Zyleika Pratt-Smith is unlikely to forget five days in the pool last week.

The 12-year-old from the Papamoa Swimming Club and Mount Maunganui Intermediate was the shining light in her age group at the Bay Short Course Championships and AIMS Games held at Baywave.

Zyleika broke five Bay of Plenty records at last weekend's short course champs in 100m IM (individual medley), 50m and 100m Breaststroke and 50m and 100m Backstroke in winning five gold medals.

Her Papamoa club mates Kasha Stokes and Talitha McEwan also medalled with Talitha breaking Bay of Plenty records in the 50m and 200m Backstroke events.

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Back in the pool the next day, Zyleika took on the best swimmers throughout New Zealand at AIMS Games and left them in her wake.

She was awarded the title for the best 12-year-old girl after winning seven individual and two team medals, with the bonus of two AIMS Games records in the 100m and 200m IM.

Zyleika said she had planned to set some records at the Bay Short Course meeting.

"I had my mind set on the records because I really wanted to get them. In the 50 and 100 free I was so close to getting those as well," she said.

"I was positive because I always have a positive mind-set.

Zyleika Pratt-Smith, champion young swimmer from Papamoa swim club, in action after a golden week. Photo/ Andrew Warner.
Zyleika Pratt-Smith, champion young swimmer from Papamoa swim club, in action after a golden week. Photo/ Andrew Warner.

"I haven't been like 'oh I can't do this'. I always say to myself 'I can do this' and then go and do it.

ROTORUA DAILY POST | Sport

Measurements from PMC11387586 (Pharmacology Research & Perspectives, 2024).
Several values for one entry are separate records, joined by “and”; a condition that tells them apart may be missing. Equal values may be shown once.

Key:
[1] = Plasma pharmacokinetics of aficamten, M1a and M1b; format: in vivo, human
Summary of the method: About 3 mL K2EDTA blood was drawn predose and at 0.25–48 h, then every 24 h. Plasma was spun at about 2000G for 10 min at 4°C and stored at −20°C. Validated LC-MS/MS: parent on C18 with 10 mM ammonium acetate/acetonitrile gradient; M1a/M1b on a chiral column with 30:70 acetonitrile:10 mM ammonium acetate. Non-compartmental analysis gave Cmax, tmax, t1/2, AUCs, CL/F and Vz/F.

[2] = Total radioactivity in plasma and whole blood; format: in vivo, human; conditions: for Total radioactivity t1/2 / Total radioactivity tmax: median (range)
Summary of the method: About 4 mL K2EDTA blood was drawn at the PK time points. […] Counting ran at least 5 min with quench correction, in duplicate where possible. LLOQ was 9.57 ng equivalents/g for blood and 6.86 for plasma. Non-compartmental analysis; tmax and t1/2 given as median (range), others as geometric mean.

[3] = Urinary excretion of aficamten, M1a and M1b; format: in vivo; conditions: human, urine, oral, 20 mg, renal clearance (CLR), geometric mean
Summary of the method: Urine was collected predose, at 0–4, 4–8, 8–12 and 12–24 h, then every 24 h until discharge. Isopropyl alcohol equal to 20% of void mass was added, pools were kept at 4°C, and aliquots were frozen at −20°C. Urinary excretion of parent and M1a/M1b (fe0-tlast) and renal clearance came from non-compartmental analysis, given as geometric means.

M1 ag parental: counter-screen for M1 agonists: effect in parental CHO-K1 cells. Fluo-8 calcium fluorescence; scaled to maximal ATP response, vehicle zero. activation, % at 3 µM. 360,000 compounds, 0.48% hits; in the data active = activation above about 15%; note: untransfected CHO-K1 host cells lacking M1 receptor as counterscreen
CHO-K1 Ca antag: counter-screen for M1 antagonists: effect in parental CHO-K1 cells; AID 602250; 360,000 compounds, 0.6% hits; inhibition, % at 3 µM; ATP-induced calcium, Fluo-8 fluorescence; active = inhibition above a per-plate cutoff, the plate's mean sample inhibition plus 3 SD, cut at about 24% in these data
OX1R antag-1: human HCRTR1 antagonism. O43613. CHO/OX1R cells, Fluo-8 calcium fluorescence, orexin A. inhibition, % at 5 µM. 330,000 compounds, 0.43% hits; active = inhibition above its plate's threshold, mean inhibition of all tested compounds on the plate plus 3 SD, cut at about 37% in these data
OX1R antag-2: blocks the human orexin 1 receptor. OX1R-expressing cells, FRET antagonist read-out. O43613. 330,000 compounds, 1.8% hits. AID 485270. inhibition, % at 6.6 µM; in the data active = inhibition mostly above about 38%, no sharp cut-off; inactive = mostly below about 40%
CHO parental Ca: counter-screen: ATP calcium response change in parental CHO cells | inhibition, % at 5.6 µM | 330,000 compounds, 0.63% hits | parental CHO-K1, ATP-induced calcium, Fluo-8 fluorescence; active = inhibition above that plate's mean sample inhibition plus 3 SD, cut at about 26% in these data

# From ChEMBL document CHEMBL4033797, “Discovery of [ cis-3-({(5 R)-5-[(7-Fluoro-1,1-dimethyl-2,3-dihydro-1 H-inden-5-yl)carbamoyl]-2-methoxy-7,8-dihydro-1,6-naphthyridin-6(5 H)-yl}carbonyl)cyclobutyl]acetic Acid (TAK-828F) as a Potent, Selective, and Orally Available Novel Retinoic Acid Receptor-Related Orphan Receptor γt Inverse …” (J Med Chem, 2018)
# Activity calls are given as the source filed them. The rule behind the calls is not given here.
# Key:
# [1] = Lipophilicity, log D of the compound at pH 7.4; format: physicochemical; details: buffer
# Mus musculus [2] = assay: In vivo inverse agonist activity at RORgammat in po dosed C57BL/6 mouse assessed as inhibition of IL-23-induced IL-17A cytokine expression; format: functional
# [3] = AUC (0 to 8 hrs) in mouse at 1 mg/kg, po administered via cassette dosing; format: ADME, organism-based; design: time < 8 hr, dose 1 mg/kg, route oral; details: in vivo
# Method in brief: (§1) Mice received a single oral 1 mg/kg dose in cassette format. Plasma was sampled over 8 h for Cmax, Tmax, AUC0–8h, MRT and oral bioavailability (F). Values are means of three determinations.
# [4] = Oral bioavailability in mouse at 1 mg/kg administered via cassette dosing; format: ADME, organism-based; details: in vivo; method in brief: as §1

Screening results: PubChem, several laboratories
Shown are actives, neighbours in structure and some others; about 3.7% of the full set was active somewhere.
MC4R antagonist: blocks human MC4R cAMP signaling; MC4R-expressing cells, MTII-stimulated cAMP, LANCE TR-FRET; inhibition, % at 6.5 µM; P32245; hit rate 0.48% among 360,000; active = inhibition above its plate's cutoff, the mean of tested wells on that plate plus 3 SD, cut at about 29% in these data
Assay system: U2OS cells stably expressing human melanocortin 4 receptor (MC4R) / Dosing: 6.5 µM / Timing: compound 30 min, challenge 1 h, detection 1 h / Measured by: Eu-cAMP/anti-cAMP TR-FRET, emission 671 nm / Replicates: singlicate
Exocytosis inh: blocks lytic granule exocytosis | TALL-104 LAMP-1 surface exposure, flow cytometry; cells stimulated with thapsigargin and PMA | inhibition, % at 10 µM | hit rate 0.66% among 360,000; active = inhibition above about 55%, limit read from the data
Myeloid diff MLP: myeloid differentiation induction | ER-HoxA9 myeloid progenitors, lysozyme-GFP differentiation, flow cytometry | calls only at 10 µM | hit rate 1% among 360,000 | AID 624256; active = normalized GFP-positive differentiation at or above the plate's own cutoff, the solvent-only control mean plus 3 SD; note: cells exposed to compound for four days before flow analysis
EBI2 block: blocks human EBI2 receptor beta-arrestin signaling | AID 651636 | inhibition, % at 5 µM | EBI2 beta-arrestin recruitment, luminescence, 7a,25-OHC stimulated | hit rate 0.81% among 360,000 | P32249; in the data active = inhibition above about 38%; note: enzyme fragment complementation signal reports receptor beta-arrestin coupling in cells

15 Sep, 2016 8:00am
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"The IM is my best because I don't really like doing the same stroke all the time. I like doing all of them."

When it came to AIMS Games Zyleika hoped for more gold medals but admits she was very tired by the end of the meet.

"It was my first time (at AIMS). I just liked being with my school and it was really good to get to know everyone properly.

"It is different to meet kids from everywhere but you get to be friends with them for the rest of your life."

Zyleika, who also competed in synchronised swimming, had only been involved with the Papamoa Swimming Club for one year.

If she keeps going I can see her very well make the Olympics.

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She was grateful to her coach Mike Le Cocq for all he had done for her.

"He has corrected me and has helped me a lot. He has made me competitive and he is really close to me," she said.

Coach Le Cocq said Zyleika is "one of a kind and has a lot of potential".

"If she keeps going I can see her very well make the Olympics.

"She is very easy to coach, she listens and her work ethic is amazing. Her drive and self-belief are tremendous and she is amazingly fit.

"She is also very supportive of her team mates even though she is the best 12-year-old in the Bay.

"We have been working on her technique and her times are coming down and there is plenty more yet.

"Over the next 12 months watch this space."

Like all elite athletes, Zyleika was goal-driven and was looking forward to next year's junior nationals in February.

But further ahead, she had two long-term goals to compete at the 2020 Tokyo Olympics and to get a swimming scholarship to an American university.